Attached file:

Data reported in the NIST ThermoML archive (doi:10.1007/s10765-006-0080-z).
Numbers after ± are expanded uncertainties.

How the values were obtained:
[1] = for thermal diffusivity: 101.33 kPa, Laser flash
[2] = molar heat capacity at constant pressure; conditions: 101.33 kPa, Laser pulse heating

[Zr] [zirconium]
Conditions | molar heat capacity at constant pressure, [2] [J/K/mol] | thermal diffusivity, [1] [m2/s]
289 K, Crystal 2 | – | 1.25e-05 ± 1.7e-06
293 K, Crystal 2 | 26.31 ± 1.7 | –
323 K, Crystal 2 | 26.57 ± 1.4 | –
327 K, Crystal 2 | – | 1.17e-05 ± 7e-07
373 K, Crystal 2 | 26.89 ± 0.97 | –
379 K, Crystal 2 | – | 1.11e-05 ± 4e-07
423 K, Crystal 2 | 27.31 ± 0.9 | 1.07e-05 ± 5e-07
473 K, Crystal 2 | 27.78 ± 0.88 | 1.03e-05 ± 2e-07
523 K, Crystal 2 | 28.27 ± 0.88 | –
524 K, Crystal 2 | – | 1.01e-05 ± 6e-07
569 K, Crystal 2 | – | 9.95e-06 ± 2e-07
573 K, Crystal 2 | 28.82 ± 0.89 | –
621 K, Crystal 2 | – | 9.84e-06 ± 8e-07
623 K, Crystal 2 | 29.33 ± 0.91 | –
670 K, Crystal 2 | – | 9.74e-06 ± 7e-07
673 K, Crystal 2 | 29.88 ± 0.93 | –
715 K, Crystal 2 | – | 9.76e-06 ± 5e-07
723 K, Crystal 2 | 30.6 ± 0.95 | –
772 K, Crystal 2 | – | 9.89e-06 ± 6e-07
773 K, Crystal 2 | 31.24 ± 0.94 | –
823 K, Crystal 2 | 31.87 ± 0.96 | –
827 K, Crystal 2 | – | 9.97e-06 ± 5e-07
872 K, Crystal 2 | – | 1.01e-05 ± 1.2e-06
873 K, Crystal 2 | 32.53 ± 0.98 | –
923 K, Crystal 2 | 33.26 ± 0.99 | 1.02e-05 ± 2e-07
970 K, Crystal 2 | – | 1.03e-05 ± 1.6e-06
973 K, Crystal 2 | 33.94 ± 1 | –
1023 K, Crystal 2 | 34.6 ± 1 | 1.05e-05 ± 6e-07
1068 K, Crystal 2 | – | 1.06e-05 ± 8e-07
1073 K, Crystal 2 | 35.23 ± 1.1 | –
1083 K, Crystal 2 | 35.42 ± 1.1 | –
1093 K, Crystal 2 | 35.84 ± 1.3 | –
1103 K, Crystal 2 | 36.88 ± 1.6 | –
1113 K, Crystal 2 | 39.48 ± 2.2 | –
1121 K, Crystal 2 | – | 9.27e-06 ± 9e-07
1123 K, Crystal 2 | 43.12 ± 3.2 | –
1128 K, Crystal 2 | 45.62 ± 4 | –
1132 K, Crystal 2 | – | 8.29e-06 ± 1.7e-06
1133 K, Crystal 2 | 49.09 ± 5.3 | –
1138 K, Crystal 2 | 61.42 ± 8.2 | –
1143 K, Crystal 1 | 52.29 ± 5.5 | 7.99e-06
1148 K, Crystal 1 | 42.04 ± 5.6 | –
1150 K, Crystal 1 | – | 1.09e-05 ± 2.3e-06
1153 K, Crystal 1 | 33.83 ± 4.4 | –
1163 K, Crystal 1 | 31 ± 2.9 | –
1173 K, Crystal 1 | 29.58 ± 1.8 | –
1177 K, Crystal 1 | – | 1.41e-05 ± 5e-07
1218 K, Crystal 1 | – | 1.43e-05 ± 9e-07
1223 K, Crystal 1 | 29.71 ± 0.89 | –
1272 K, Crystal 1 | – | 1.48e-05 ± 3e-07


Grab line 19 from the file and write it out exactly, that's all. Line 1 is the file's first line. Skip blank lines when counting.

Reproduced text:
573 K, Crystal 2 | 28.82 ± 0.89 | –